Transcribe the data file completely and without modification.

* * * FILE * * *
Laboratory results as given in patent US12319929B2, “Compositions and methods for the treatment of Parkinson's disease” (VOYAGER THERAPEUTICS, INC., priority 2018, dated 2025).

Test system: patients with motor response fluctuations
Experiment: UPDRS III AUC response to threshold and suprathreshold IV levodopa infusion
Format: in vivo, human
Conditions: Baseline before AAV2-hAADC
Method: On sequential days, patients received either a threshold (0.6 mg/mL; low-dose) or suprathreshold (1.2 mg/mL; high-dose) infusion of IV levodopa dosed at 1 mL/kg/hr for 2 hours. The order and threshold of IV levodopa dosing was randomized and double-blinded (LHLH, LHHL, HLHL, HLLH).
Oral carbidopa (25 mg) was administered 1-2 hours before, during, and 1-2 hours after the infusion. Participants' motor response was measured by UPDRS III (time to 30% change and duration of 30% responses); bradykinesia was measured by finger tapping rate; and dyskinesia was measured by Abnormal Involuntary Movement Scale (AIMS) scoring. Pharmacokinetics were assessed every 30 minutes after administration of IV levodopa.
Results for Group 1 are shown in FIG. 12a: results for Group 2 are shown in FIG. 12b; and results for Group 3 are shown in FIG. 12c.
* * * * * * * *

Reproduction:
Laboratory results as given in patent US12319929B2, “Compositions and methods for the treatment of Parkinson's disease” (VOYAGER THERAPEUTICS, INC., priority 2018, dated 2025).

Test system: patients with motor response fluctuations
Experiment: UPDRS III AUC response to threshold and suprathreshold IV levodopa infusion
Format: in vivo, human
Conditions: Baseline before AAV2-hAADC
Method: On sequential days, patients received either a threshold (0.6 mg/mL; low-dose) or suprathreshold (1.2 mg/mL; high-dose) infusion of IV levodopa dosed at 1 mL/kg/hr for 2 hours. The order and threshold of IV levodopa dosing was randomized and double-blinded (LHLH, LHHL, HLHL, HLLH).
Oral carbidopa (25 mg) was administered 1-2 hours before, during, and 1-2 hours after the infusion. Participants' motor response was measured by UPDRS III (time to 30% change and duration of 30% responses); bradykinesia was measured by finger tapping rate; and dyskinesia was measured by Abnormal Involuntary Movement Scale (AIMS) scoring. Pharmacokinetics were assessed every 30 minutes after administration of IV levodopa.
Results for Group 1 are shown in FIG. 12a: results for Group 2 are shown in FIG. 12b; and results for Group 3 are shown in FIG. 12c.